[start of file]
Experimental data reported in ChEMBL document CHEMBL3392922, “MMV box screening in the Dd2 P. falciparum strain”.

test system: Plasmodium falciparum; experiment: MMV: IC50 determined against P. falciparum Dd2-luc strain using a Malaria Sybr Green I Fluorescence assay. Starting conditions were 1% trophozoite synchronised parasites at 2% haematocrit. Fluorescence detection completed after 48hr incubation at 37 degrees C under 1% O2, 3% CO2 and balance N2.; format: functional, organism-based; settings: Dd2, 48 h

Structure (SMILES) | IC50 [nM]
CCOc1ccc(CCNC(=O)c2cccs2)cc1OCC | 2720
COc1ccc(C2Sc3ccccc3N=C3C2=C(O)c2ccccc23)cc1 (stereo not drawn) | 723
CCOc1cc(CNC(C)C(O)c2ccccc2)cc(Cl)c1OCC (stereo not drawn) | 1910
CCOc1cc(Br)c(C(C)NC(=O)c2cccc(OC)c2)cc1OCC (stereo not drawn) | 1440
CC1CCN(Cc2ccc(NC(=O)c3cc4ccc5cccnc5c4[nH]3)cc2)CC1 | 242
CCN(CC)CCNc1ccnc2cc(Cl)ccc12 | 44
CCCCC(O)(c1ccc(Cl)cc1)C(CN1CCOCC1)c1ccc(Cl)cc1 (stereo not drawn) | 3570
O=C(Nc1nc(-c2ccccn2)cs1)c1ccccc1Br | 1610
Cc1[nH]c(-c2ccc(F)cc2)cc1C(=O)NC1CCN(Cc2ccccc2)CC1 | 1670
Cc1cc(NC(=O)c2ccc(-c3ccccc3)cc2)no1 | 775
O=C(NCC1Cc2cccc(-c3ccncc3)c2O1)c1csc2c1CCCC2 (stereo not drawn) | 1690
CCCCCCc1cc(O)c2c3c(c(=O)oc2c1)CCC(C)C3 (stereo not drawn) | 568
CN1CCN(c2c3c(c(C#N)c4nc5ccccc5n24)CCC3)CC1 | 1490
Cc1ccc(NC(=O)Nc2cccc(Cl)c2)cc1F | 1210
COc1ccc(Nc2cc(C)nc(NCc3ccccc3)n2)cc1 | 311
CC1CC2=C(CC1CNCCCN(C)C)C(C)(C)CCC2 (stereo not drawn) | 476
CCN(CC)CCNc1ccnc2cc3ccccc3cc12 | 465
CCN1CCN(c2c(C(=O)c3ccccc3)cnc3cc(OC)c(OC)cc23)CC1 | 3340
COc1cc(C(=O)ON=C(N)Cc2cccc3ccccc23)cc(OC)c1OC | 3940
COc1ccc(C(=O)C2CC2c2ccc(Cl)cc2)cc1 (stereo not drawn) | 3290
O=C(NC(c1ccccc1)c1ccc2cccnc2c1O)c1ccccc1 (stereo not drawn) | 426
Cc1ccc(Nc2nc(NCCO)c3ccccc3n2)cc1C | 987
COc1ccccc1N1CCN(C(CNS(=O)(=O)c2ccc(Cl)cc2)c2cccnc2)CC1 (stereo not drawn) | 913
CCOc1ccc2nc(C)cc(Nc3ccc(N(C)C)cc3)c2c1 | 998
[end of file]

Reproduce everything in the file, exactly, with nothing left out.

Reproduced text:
Experimental data reported in ChEMBL document CHEMBL3392922, “MMV box screening in the Dd2 P. falciparum strain”.

test system: Plasmodium falciparum; experiment: MMV: IC50 determined against P. falciparum Dd2-luc strain using a Malaria Sybr Green I Fluorescence assay. Starting conditions were 1% trophozoite synchronised parasites at 2% haematocrit. Fluorescence detection completed after 48hr incubation at 37 degrees C under 1% O2, 3% CO2 and balance N2.; format: functional, organism-based; settings: Dd2, 48 h

Structure (SMILES) | IC50 [nM]
CCOc1ccc(CCNC(=O)c2cccs2)cc1OCC | 2720
COc1ccc(C2Sc3ccccc3N=C3C2=C(O)c2ccccc23)cc1 (stereo not drawn) | 723
CCOc1cc(CNC(C)C(O)c2ccccc2)cc(Cl)c1OCC (stereo not drawn) | 1910
CCOc1cc(Br)c(C(C)NC(=O)c2cccc(OC)c2)cc1OCC (stereo not drawn) | 1440
CC1CCN(Cc2ccc(NC(=O)c3cc4ccc5cccnc5c4[nH]3)cc2)CC1 | 242
CCN(CC)CCNc1ccnc2cc(Cl)ccc12 | 44
CCCCC(O)(c1ccc(Cl)cc1)C(CN1CCOCC1)c1ccc(Cl)cc1 (stereo not drawn) | 3570
O=C(Nc1nc(-c2ccccn2)cs1)c1ccccc1Br | 1610
Cc1[nH]c(-c2ccc(F)cc2)cc1C(=O)NC1CCN(Cc2ccccc2)CC1 | 1670
Cc1cc(NC(=O)c2ccc(-c3ccccc3)cc2)no1 | 775
O=C(NCC1Cc2cccc(-c3ccncc3)c2O1)c1csc2c1CCCC2 (stereo not drawn) | 1690
CCCCCCc1cc(O)c2c3c(c(=O)oc2c1)CCC(C)C3 (stereo not drawn) | 568
CN1CCN(c2c3c(c(C#N)c4nc5ccccc5n24)CCC3)CC1 | 1490
Cc1ccc(NC(=O)Nc2cccc(Cl)c2)cc1F | 1210
COc1ccc(Nc2cc(C)nc(NCc3ccccc3)n2)cc1 | 311
CC1CC2=C(CC1CNCCCN(C)C)C(C)(C)CCC2 (stereo not drawn) | 476
CCN(CC)CCNc1ccnc2cc3ccccc3cc12 | 465
CCN1CCN(c2c(C(=O)c3ccccc3)cnc3cc(OC)c(OC)cc23)CC1 | 3340
COc1cc(C(=O)ON=C(N)Cc2cccc3ccccc23)cc(OC)c1OC | 3940
COc1ccc(C(=O)C2CC2c2ccc(Cl)cc2)cc1 (stereo not drawn) | 3290
O=C(NC(c1ccccc1)c1ccc2cccnc2c1O)c1ccccc1 (stereo not drawn) | 426
Cc1ccc(Nc2nc(NCCO)c3ccccc3n2)cc1C | 987
COc1ccccc1N1CCN(C(CNS(=O)(=O)c2ccc(Cl)cc2)c2cccnc2)CC1 (stereo not drawn) | 913
CCOc1ccc2nc(C)cc(Nc3ccc(N(C)C)cc3)c2c1 | 998